Archive for “wil fleming” Tag

IYCA Member Spotlight: Wil Fleming

Wil fleming

Wil Fleming is the Owner of Force Fitness and Performance and Athletic Revolution Bloomington, in Bloomington, IN.  Force Fitness opened just over 3 years ago and is already one of the most successful training facilities in the Midwest with nearly 400  clients, 25 athletes earning Division I scholarships and nearly 45 athletes moving on to compete at the NCAA level in Division I, II, III.

In addition to being a business owner, Wil was one of the authors of the IYCA’s Essentials of High School  Strength and Conditioning, along with other noted performance experts Eric Cressey, Mike Robertson, and Dr. Toby Brooks.  Wil is also the author of the Olympic Lifting instructor Course from the IYCA, in which he details his progressions for teaching the Olympic lifts to athletes of all levels.

Wil earned a bachelors of science from Indiana University in Nutrition Science. He is a  Certified Strength and Conditioning Specialist from the NSCA, a Youth Performance  Specialist from the IYCA, and a level 1 performance coach from USA weightlifting.

Prior to being a business owner, he was an Olympic Trials participant, a division 1 track and field coach at Indiana University, an all-American athlete, and the school record  holder at Indiana University as a hammer thrower. Wil was a resident athlete at the Olympic Training Center in Colorado Springs for Olympic weightlifting after winning the Jr. National Championship in the same sport.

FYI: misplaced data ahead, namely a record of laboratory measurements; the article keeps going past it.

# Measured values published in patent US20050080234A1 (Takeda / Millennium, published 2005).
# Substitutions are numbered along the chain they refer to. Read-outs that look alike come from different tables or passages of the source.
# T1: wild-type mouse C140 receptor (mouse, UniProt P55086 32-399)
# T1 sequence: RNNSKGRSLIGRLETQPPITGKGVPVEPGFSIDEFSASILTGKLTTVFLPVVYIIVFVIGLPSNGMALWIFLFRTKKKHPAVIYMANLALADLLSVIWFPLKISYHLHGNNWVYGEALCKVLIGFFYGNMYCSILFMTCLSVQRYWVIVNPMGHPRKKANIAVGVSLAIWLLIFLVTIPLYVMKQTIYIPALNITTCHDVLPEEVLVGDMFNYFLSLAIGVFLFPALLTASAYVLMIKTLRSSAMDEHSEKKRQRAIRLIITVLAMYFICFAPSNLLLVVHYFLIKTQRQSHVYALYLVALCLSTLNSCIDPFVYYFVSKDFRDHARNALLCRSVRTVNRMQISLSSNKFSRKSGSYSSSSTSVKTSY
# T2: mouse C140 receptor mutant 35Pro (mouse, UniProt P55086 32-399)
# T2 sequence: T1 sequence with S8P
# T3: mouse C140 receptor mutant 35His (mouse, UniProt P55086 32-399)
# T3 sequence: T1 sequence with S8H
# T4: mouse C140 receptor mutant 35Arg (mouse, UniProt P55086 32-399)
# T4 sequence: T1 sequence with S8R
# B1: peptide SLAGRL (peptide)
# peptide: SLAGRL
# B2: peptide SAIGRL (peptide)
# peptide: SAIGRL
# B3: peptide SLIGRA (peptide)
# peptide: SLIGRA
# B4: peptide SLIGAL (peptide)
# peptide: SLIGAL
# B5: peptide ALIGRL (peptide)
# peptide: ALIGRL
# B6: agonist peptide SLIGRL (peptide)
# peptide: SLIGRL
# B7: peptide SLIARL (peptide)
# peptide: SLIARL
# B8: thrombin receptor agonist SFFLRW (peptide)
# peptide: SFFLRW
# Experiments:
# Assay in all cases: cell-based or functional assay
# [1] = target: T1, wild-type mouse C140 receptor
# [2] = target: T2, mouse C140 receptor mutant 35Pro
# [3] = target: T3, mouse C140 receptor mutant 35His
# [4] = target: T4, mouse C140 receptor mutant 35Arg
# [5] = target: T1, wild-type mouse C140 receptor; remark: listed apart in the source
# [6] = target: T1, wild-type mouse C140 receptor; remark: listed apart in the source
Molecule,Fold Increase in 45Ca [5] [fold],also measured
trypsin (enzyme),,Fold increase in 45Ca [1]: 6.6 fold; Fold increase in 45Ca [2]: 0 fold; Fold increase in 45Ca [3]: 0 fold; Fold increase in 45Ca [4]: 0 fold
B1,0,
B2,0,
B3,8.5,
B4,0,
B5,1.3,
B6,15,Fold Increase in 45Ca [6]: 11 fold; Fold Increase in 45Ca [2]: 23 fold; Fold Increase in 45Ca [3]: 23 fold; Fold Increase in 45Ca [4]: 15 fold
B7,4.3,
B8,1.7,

1. What’s your background?

My background was that of competitive athletics. I started as a young, not so fast and strong athlete that discovered training was the great equalizer. Starting a strength and conditioning program allowed me to end up with a college scholarship and opportunities I could never dream of as a kid. 

This experience made me know that I wanted to help young athletes in the same way, to give them the opportunities to have doors open for them. Whether that meant a college scholarship, or lifelong friendships with teammates they might otherwise have not had. 

This led me to open Force Fitness and Performance/Athletic Revolution Bloomington just over 5 years ago with my business partner Ryan Ketchum. 

2. What do you do in your career today?

My career is a little different than it was 5 years ago. When we started I was on the floor training 14-16 hours 5-6 days per week. Now I can be a little more choosy about my schedule and train 20 hours per week or so. I spend the remainder of my time writing about training athletes at my website (www.wilfleming.com). In addition I contribute to the IYCA regularly in the form of blog posts and helping to develop some of the continuing education products that the IYCA is known for as part of their board of experts. 

3. What does the IYCA mean to you or how has the IYCA impacted you?

Without my affiliation with the IYCA, I definitely would not be in the place I am today. Every influential person I have met in fitness can be in some way traced to the interactions I have had with the IYCA. The guys in charge are always there to answer my questions or connect me to someone that can. 

4. Why you created / contributed to your IYCA products and who they are for.